Copending U.S. patent application Ser. No. 695,026 discloses a programming system built into a VCR which includes VCR PLUS™ capability and autoprogramming capability. That application recognized that the channel-mapping procedure may be greatly simplified by using the autoprogramming feature to locate and program all active channels, and then by mapping in a channel guide list only those channels which are active, instead of requiring the user to select all 125 possible channel-programming positions.
There is a further problem that is encountered when users attempt to record a television show from some cable television systems in that these cable television systems require the use of a receiver unit, normally referred to as a cable box, or set-top converter. In these systems, many cable channels (i.e., the so-called premium channels) are scrambled (i.e., encoded or encrypted) and must be descrambled (i.e., decoded or decrypted) in the cable box. The cable box descrambles the premium channel and converts its RF carrier frequency from its assigned cable channel frequency to a cable box output frequency, normally that of channel 2, 3, 4, or 5. Thus, if the VCR of U.S. patent application Ser. No. 695,026 were directly connected to the incoming cable, and if cable channel 40 were a scrambled premium channel, programming the VCR to record cable channel 40 would cause the VCR to record a scrambled signal. That is, the usable, descrambled version of cable channel 40 only appears at the output of the cable box on one of channels 2, 3, 4, or 5. Unfortunately, if that VCR were to be coupled to the cable box directly, then the ability to tune and record all nonscrambled cable channels would be lost, because the VCR has no control over the cable box channel selection circuitry, unlike the VCR PLUS™ handunit.
Copending U.S. patent application Ser. No. 704,418 recognized that when a user has access to a cable system via a cable box, and to the cable system directly, that the VCR PLUS™ channel mapping feature may be automatically performed for premium channels from the cable box, thus simplifying the programming even more. Unfortunately, even with the system of Copending U.S. patent application Ser. No. 704,418, programs from two different premium channels cannot be recorded in sequence because that VCR cannot cause a channel change in the cable converter box.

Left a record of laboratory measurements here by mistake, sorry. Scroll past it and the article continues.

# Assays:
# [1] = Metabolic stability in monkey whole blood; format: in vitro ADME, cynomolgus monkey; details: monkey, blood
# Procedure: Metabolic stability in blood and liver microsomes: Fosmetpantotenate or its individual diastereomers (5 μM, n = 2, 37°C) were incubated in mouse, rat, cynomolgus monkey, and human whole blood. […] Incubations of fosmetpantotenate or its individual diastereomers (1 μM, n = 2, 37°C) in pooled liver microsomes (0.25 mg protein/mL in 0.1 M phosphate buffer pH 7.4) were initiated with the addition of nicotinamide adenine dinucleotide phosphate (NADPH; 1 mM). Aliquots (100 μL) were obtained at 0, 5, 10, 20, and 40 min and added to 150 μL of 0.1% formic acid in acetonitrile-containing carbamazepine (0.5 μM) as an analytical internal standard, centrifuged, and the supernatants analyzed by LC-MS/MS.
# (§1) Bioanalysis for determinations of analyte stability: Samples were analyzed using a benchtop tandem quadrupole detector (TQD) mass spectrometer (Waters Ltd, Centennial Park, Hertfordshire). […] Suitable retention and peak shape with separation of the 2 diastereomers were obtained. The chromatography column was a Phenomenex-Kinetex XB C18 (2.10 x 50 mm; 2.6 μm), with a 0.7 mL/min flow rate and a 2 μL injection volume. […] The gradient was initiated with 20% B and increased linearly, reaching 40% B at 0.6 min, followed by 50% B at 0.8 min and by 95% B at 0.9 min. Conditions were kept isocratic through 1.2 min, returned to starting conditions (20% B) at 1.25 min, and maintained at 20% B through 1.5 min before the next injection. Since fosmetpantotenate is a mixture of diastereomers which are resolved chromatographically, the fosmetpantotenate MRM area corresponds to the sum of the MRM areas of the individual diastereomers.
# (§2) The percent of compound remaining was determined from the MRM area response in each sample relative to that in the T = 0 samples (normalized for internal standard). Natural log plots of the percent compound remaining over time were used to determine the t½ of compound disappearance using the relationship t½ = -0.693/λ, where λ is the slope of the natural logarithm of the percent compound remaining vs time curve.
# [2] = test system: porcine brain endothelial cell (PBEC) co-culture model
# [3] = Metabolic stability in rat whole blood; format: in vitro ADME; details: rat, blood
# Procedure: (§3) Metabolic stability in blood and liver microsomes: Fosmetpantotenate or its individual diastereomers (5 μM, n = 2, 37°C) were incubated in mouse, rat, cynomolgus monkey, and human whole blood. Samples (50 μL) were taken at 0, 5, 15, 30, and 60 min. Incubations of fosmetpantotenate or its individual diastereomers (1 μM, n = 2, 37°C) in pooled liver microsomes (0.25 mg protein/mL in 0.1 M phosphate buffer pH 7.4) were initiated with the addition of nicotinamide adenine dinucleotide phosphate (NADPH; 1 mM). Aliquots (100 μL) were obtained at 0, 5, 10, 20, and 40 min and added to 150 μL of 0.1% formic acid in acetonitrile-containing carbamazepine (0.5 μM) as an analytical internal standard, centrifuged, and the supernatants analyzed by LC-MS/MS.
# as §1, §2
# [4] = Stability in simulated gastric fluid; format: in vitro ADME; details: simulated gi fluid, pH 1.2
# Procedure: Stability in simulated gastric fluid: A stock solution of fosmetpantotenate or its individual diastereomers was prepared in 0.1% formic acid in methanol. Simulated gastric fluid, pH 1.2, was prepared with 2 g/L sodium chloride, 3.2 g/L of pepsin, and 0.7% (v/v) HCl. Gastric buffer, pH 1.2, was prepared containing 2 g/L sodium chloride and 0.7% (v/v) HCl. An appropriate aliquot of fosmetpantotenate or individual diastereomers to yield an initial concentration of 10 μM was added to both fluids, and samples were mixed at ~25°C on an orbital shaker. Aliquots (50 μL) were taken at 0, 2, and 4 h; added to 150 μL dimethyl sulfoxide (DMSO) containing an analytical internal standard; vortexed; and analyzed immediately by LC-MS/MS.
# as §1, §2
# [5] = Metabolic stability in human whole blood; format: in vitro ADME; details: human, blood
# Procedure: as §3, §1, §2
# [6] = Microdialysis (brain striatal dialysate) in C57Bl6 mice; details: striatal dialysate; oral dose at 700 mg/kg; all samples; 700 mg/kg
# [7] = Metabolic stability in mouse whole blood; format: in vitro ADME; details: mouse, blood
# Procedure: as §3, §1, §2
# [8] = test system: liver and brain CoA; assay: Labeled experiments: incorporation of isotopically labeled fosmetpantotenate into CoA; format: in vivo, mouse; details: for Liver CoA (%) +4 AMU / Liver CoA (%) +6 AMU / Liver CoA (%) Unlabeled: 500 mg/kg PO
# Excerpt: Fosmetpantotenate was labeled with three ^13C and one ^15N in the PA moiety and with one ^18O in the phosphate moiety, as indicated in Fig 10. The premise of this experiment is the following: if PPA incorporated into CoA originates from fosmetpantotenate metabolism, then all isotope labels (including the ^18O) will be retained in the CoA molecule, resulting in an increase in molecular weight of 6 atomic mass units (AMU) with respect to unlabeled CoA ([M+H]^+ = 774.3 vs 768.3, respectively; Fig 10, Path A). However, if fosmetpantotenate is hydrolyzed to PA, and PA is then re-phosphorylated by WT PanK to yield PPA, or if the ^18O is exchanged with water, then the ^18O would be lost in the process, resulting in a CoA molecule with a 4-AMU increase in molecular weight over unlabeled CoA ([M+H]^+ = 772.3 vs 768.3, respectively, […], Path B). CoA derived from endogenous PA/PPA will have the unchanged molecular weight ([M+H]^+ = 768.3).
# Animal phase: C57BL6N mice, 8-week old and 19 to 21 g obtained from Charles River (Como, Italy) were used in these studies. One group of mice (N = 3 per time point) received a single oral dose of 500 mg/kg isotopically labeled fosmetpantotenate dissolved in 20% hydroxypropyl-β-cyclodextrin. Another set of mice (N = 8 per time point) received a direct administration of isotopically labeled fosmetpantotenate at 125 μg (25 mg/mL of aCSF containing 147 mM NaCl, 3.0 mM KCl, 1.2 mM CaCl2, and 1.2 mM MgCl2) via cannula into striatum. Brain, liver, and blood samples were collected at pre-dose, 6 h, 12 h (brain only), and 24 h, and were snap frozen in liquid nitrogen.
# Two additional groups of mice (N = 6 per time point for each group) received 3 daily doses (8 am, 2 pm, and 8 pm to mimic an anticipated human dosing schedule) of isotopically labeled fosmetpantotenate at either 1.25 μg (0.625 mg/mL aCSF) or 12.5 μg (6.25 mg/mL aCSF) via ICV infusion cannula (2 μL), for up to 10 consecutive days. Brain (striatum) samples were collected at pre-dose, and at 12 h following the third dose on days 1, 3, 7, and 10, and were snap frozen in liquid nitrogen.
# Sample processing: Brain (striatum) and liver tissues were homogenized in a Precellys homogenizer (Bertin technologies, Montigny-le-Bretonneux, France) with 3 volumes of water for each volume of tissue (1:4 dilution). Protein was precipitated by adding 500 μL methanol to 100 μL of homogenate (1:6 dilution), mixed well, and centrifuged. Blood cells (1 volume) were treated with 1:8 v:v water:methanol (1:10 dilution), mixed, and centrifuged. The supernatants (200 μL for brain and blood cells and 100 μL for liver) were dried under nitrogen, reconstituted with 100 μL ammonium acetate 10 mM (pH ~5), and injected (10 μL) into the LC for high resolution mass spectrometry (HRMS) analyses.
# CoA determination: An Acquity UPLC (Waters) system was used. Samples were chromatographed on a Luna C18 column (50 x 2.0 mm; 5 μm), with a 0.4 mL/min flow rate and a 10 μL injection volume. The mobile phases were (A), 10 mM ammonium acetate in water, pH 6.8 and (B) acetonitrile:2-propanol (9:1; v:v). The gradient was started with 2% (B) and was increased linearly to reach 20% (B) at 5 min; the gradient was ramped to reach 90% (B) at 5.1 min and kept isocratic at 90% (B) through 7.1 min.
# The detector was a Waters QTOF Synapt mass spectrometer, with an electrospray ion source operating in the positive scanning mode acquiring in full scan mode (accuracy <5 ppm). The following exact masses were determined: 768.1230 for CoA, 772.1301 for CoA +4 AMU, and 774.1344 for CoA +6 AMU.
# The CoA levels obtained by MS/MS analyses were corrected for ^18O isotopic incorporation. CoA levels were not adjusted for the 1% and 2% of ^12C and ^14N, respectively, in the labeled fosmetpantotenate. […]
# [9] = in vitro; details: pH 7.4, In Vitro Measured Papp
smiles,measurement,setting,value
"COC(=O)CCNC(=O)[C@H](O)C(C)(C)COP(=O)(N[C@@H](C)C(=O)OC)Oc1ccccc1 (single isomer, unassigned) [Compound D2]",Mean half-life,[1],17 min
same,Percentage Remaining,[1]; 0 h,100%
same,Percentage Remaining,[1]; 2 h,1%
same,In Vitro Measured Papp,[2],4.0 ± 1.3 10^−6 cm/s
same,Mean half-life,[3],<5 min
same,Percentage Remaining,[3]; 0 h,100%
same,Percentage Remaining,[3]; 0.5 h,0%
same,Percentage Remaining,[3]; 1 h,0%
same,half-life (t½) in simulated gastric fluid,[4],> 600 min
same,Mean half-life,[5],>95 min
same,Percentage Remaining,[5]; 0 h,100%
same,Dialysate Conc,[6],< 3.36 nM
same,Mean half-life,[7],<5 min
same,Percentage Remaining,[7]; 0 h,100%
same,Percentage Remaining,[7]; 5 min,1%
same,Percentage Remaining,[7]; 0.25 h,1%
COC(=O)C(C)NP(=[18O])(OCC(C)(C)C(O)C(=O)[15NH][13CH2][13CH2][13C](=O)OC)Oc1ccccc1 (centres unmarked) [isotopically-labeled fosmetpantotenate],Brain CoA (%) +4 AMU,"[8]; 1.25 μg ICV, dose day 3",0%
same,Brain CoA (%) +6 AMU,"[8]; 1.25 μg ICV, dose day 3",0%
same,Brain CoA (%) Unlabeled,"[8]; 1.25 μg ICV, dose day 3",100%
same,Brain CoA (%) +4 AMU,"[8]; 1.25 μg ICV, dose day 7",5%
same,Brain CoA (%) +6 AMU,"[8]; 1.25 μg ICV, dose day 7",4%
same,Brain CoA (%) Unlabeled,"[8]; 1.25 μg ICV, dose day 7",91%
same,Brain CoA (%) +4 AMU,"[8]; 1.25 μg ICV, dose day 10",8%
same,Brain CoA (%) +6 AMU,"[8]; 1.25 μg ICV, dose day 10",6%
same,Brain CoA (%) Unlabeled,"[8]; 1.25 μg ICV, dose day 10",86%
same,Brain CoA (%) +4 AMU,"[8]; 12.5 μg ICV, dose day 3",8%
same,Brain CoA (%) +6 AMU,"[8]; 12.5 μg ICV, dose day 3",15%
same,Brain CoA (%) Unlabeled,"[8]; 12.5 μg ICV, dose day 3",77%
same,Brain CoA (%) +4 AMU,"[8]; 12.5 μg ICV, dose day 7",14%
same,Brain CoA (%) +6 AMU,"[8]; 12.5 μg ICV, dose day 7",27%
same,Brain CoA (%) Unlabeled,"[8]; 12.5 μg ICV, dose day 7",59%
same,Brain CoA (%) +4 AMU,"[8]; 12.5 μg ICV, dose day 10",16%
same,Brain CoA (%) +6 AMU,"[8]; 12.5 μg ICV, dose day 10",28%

A VCR includes means for controlling a cable converter unit, means for detecting the presence of a television signal, and control code transmission means for remotely controlling a cable converter unit. Advantageously, because the VCR is coupled to the output of the cable converter unit, the VCR can monitor the television signals received from the cable converter unit to ensure that commands sent to the cable converter unit from the VCR are executed. In one embodiment, infrared (IR) transmission of commands from the VCR to the cable converter unit is employed.
FIG. 1 shows, in block diagram form, a VCR incorporating the subject invention.
FIGS. 2a and 2b are views of a VCR incorporating the invention.
FIGS. 2c-2g are illustrations showing an IR LED assembly in accordance with the invention.
FIGS. 2h and 2i show alternative embodiments of an IR LED assembly.
FIGS. 3a and 3b are illustrations of display screens generated in accordance with the invention.
FIG. 4 is a flowchart showing a portion of the control program of the controller of FIG. 1.